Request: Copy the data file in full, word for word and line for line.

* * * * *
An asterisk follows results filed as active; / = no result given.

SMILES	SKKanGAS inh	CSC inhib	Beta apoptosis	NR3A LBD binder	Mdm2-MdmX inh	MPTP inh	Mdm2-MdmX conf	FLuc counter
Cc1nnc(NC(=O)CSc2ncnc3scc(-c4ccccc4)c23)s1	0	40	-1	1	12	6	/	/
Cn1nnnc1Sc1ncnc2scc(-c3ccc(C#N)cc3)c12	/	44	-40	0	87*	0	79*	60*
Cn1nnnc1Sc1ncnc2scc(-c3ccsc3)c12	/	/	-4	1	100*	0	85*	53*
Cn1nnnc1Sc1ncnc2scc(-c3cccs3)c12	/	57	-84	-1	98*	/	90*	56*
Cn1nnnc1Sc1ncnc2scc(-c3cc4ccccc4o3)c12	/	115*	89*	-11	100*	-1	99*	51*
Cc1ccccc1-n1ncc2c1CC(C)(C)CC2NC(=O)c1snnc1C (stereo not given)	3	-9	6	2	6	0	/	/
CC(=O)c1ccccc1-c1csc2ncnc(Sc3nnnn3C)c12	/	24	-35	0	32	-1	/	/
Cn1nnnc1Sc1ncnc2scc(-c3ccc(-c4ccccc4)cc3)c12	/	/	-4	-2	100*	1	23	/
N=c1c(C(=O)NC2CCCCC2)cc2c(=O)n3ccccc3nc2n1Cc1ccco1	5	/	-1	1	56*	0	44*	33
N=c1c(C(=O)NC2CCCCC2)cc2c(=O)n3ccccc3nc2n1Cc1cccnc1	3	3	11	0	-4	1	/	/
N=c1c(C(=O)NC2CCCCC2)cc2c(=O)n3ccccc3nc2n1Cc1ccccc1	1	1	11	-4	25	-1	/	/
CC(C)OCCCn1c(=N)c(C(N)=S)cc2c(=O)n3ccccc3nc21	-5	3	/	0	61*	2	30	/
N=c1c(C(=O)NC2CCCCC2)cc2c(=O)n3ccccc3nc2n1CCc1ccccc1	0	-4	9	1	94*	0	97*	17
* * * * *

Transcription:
An asterisk follows results filed as active; / = no result given.

SMILES	SKKanGAS inh	CSC inhib	Beta apoptosis	NR3A LBD binder	Mdm2-MdmX inh	MPTP inh	Mdm2-MdmX conf	FLuc counter
Cc1nnc(NC(=O)CSc2ncnc3scc(-c4ccccc4)c23)s1	0	40	-1	1	12	6	/	/
Cn1nnnc1Sc1ncnc2scc(-c3ccc(C#N)cc3)c12	/	44	-40	0	87*	0	79*	60*
Cn1nnnc1Sc1ncnc2scc(-c3ccsc3)c12	/	/	-4	1	100*	0	85*	53*
Cn1nnnc1Sc1ncnc2scc(-c3cccs3)c12	/	57	-84	-1	98*	/	90*	56*
Cn1nnnc1Sc1ncnc2scc(-c3cc4ccccc4o3)c12	/	115*	89*	-11	100*	-1	99*	51*
Cc1ccccc1-n1ncc2c1CC(C)(C)CC2NC(=O)c1snnc1C (stereo not given)	3	-9	6	2	6	0	/	/
CC(=O)c1ccccc1-c1csc2ncnc(Sc3nnnn3C)c12	/	24	-35	0	32	-1	/	/
Cn1nnnc1Sc1ncnc2scc(-c3ccc(-c4ccccc4)cc3)c12	/	/	-4	-2	100*	1	23	/
N=c1c(C(=O)NC2CCCCC2)cc2c(=O)n3ccccc3nc2n1Cc1ccco1	5	/	-1	1	56*	0	44*	33
N=c1c(C(=O)NC2CCCCC2)cc2c(=O)n3ccccc3nc2n1Cc1cccnc1	3	3	11	0	-4	1	/	/
N=c1c(C(=O)NC2CCCCC2)cc2c(=O)n3ccccc3nc2n1Cc1ccccc1	1	1	11	-4	25	-1	/	/
CC(C)OCCCn1c(=N)c(C(N)=S)cc2c(=O)n3ccccc3nc21	-5	3	/	0	61*	2	30	/
N=c1c(C(=O)NC2CCCCC2)cc2c(=O)n3ccccc3nc2n1CCc1ccccc1	0	-4	9	1	94*	0	97*	17